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February 2: What a long day
Hello everyone, 

With all of us having families, I know you know how hard hearing the word Leukemia was. Today was a good day--Steven was happy and cheerful and sweet! It's amazing to think that only 5 days ago I was taking him for a follow up to the ENT to check on his ear infection and then fell into this horrible whirlwind of doctors, tests, surgery, blood transfusion, bone marrow aspiration, spinal tap, chemotherapy and waiting to hear those horrible statistics of survival. But all in all we feel so blessed to have such incredible support from friends and family. Luckily, Steven was diagosed with the "good" form of Leukemia (I never thought I'd write the words good and Leukemia in the same sentence) His chances for cure are 80% (with the other form the chances for survival were only 50%). We thank God for that blessing daily. Now, however, the real work starts. He's in for three years of chemotherapy. He had surgery to place a "central port" near his heart so they can access a vein daily without having to stick him everytime (that part was the hardest!!) He started Chemotherapy yesterday.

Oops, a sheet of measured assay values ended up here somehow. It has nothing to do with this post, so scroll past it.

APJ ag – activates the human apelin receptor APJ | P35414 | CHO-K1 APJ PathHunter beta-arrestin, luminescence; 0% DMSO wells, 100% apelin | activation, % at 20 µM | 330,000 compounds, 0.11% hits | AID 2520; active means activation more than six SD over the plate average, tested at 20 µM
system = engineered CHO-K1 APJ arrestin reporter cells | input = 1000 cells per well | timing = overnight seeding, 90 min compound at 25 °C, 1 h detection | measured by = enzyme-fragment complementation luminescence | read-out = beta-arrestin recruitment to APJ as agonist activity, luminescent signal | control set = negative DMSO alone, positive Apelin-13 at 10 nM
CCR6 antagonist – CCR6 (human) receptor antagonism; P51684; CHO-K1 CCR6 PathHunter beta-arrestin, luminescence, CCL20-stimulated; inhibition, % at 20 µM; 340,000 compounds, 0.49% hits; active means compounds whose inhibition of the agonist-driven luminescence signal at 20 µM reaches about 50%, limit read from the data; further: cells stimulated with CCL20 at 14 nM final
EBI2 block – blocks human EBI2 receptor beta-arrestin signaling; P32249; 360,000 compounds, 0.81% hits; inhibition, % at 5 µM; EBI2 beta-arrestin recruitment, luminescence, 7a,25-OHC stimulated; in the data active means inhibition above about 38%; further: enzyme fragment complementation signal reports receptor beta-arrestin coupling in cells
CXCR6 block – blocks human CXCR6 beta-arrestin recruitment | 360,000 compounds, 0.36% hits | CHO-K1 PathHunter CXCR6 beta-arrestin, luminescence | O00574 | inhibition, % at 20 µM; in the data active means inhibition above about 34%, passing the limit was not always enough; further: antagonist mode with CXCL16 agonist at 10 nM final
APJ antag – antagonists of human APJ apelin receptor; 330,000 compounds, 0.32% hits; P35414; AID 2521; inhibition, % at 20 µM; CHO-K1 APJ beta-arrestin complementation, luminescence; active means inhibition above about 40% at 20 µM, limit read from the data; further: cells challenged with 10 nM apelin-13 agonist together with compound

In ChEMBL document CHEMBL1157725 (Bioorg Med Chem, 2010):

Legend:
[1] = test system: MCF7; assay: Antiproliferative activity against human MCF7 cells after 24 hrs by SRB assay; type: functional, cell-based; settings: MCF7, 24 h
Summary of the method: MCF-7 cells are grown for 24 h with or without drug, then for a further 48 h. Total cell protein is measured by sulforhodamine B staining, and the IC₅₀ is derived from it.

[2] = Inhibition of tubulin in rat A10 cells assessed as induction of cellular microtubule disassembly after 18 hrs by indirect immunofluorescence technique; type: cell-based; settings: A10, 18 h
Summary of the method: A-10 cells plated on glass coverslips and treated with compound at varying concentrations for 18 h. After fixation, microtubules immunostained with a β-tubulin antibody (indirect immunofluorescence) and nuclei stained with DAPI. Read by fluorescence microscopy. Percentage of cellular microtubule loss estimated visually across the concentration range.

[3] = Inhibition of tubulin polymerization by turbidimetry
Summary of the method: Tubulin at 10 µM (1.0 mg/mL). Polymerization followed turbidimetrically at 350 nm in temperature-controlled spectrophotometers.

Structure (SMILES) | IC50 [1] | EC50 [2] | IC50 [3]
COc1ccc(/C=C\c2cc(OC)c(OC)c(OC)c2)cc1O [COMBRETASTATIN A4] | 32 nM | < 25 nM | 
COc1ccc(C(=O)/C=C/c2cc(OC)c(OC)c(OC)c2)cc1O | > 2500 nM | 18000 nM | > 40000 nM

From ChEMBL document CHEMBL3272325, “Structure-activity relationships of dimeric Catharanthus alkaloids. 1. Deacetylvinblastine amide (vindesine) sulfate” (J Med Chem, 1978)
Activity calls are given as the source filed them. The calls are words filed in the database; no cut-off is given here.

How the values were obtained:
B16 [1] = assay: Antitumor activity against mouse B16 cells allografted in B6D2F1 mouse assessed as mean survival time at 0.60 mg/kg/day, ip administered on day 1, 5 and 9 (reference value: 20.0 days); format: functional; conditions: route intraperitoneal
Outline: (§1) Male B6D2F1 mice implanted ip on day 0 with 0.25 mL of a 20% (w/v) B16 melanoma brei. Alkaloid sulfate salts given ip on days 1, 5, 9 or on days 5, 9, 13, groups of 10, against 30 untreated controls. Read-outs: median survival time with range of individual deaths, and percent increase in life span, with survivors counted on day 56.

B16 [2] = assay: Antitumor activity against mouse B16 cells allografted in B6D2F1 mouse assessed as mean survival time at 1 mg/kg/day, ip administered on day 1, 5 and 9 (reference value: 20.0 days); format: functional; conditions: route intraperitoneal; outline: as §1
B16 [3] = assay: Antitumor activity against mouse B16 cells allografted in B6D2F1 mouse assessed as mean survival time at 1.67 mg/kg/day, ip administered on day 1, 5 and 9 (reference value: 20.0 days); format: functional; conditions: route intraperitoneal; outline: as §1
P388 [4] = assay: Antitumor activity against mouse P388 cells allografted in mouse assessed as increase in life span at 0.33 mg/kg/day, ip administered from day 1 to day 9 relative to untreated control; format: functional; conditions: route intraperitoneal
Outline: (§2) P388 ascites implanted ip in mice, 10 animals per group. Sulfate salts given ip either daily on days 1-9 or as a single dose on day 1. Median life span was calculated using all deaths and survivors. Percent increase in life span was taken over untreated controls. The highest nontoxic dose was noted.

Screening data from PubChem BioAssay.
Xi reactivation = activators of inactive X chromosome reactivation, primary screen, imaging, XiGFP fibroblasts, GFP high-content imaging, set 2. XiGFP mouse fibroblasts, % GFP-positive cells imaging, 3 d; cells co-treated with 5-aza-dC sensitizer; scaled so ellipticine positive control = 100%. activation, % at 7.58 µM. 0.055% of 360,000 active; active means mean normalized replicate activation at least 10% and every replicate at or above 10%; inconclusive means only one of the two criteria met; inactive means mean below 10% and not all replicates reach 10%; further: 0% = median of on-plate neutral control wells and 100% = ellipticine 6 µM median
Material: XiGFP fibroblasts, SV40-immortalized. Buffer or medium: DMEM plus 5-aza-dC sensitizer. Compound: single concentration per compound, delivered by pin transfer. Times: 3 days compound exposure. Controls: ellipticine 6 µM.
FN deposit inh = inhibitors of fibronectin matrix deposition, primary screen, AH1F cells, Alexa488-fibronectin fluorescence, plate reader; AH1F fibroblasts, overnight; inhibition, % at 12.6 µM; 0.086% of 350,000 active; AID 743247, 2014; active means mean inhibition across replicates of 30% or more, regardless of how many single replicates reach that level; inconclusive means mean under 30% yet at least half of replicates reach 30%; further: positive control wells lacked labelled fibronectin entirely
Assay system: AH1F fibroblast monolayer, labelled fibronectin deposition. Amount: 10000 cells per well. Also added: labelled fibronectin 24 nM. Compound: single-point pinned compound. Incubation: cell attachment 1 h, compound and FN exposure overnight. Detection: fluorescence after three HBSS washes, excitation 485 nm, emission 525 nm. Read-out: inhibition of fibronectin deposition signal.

My new "primary care physician" is now a oncologist named Dr. Estrada (please pray for him to make smart decisions in steven's care) Steven is enrolled in a national Leukemia protocal and study that should help increase his chances to upwards of 90% cure rate. Unfortunatey as all the oncology nurses and doctors have said--this is going to be a long hard road but we'll make it. The first six months are the hardest because he can't be in groups of any kind so no Mother's day out, no church, no grocery store, etc. I really have to protect him from getting any infection as he will have no ability to naturally fight off even common cold bugs. If he spikes any fever over 100 .4 he will be admitted to the hospital for IV antibiotics and a possible blood transfusion for an average of 2 to 8 days so you can imagine how hard I'm going to try to keep him from getting sick. And since Steven is my third kid and was lucky to wash his hands once a week--I'm going to have to carry those bleach and water bottles with me everywhere!